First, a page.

A rubber dinghy carrying 69 sub-Saharan migrants landed on Saturday on Lampedusa without having been intercepted. The migrants are believed to be Somali. At least one media report states that the migrants are believed to have departed from Tunisia. Several of the boat’s passengers were hospitalized. The main migrant detention centre on Lampedusa remains closed.
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There have been reports in recent days from the UNHCR and others about at least two boats that are believed to have left Libya over the past 10-14 days carrying persons from Eritrea, Ethiopia, Somalia, and possible other countries. Family members and friends of people who are believed to be on the boats have been calling for assistance in searching for the boats. Reuters reported that “[o]ne of the boats was reported to have left Libya on March 22 with 335 people on board. Italian media said 68 people on the other boat had almost certainly died during the journey, although there was no official confirmation. The top Vatican official in Tripoli, Bishop Giovanni Innocenzo Martinelli, said 10 bodies of African migrants were at the capital’s morgue on [4 April]. … He said there were reports of ‘many more bodies’ of migrants washed up on the shores of Garaboulli, some 40 km from Tripoli.” Father Mussie Zerai, who is based in Rome, “said he had last spoken to migrants on board the smaller boat, an inflatable, by satellite phone on 26 March before the line went dead. ‘I have meanwhile had no contact with the larger boat, but family members of those on board have called us from Canada, Sweden and Switzerland to tell us they left.’”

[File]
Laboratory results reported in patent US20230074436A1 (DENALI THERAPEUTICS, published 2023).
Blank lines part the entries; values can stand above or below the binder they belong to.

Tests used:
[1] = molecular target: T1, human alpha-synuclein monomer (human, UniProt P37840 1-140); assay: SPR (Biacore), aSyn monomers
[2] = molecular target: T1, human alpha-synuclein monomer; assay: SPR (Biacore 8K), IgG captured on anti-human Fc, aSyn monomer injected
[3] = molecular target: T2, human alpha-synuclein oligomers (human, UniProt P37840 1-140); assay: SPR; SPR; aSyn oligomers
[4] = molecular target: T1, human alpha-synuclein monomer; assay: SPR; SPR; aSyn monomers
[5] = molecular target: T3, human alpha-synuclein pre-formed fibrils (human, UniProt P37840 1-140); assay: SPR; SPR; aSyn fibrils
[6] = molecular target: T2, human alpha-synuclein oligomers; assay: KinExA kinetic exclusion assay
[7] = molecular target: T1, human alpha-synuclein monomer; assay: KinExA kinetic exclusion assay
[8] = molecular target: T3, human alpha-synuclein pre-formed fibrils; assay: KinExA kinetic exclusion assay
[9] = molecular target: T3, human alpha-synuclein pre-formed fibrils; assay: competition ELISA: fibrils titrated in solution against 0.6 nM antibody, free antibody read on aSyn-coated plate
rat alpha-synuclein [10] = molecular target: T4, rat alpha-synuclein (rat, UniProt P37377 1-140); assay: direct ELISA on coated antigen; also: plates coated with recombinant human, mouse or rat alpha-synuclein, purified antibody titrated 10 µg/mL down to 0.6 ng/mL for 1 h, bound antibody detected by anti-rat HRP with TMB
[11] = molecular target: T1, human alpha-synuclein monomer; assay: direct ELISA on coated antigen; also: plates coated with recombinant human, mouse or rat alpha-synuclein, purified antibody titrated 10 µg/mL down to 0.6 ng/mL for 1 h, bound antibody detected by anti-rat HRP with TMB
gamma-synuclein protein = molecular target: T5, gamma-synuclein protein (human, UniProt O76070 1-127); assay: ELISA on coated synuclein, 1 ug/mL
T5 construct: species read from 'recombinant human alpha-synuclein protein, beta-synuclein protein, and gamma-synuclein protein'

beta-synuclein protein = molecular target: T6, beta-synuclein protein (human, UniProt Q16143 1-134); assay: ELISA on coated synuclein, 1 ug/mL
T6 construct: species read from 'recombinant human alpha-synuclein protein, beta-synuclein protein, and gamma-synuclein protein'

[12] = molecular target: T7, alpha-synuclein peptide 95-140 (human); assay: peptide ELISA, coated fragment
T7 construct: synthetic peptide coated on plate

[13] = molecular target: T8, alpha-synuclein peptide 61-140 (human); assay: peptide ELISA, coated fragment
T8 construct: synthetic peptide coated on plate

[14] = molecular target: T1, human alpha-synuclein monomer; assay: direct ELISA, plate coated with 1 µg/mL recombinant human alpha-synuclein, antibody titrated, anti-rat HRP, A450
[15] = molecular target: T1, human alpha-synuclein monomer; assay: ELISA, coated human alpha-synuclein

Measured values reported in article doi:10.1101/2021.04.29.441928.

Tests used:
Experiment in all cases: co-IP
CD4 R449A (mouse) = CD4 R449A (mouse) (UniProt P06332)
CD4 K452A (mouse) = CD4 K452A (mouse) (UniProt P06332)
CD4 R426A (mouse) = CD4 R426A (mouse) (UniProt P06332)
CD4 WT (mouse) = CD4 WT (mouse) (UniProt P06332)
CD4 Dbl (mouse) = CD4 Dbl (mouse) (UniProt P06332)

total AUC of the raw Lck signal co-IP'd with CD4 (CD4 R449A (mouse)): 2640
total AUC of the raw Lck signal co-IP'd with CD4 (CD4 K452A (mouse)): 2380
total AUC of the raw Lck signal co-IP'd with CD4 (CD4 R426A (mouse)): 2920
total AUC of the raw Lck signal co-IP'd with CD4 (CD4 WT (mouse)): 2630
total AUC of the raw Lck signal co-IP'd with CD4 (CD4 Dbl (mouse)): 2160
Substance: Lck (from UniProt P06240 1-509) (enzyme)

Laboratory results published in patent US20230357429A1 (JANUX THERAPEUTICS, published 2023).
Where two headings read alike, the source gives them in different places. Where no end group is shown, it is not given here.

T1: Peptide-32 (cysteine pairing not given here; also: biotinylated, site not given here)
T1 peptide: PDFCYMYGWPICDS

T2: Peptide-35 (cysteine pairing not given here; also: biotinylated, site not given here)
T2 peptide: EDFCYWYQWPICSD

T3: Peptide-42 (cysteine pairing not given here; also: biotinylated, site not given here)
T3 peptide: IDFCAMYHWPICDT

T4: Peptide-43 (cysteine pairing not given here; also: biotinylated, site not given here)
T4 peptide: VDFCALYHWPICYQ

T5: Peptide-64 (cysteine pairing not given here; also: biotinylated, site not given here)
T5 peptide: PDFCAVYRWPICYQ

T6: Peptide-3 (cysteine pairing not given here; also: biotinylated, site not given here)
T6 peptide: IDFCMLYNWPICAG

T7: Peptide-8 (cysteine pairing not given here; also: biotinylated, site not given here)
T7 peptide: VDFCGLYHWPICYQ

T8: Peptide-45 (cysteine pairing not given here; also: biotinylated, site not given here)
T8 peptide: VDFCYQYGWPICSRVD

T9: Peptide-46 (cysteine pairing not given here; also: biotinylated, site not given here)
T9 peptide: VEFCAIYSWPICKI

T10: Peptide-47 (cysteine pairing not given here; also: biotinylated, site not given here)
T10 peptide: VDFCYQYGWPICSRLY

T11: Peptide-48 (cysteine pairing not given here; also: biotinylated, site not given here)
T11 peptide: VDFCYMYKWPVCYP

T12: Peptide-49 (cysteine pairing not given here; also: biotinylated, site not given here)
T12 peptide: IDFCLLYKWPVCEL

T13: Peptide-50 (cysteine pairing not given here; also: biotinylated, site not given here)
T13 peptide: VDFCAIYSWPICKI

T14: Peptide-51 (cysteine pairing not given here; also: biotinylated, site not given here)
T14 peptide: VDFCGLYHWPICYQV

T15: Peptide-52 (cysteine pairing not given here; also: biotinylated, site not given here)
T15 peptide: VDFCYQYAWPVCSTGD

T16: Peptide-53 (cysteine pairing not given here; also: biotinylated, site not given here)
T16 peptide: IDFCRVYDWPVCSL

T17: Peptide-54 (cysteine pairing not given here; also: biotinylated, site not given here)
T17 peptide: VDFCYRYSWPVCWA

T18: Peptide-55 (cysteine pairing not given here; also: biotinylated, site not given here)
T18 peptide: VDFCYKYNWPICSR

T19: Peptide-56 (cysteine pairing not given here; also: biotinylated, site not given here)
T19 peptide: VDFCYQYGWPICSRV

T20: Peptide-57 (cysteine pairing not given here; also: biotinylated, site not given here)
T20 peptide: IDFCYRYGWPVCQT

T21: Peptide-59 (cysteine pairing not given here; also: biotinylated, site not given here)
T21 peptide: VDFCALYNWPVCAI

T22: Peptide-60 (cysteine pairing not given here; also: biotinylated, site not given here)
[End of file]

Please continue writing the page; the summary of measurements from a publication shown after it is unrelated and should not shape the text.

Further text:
There have been confirmed deaths among migrants who have left Tunisia in recent weeks. At least 27 bodies had been recovered as of last week in Kerkennah. The dead were probably on board boats that sank on the 13th and 27th of March off the Tunisian coast.
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UPDATE: If you have information about a family member or friend who may be on a boat or if you are seeking information, please consider contacting the Agenzia Habeshia per la Cooperazione allo Sviluppo in Italy at this email address: email@example.com .
A boat carrying approximately 350 African migrants or asylum seekers from Libya has been intercepted and is being diverted to the Italian island of Linosa between Malta and Lampedusa. There have been reports over the past several days that the migrant boat was at sea. A Canadian navy ship, probably the frigate HMCS Charlottetown, first intercepted and boarded the migrant boat to determine whether the passengers required immediate rescue or not and to provide a pump. The migrant boat was allowed to proceed. An Italian navy helicopter later rescued a woman who gave birth on the boat. The woman, the newborn baby, the father, and a second pregnant woman were removed from the migrant boat and taken to hospitals on Lampedusa and Sicily. The Italian navy said that the migrant boat will be taken to Linosa rather than Lampedusa. UNHCR spokeswoman Laura Boldrini is quoted by AFP as saying that “[t]his is the first boat coming from Libya with people fleeing the military escalation, the vendettas and the retaliation attacks and that “the people on board the boat required ‘international protection’”. AFP also reported that “Mussie Zerai, an Eritrean Catholic priest in Italy who has been in direct contact with the vessel via a satellite phone, said conditions on the boat were extremely difficult with around 10 children and 20 women on board. He said the people were mostly Eritreans, Ethiopians and Somalians.” Zerai also “said four or five other boats carrying African migrants had … left Libyan shores carrying around 1,000 people.”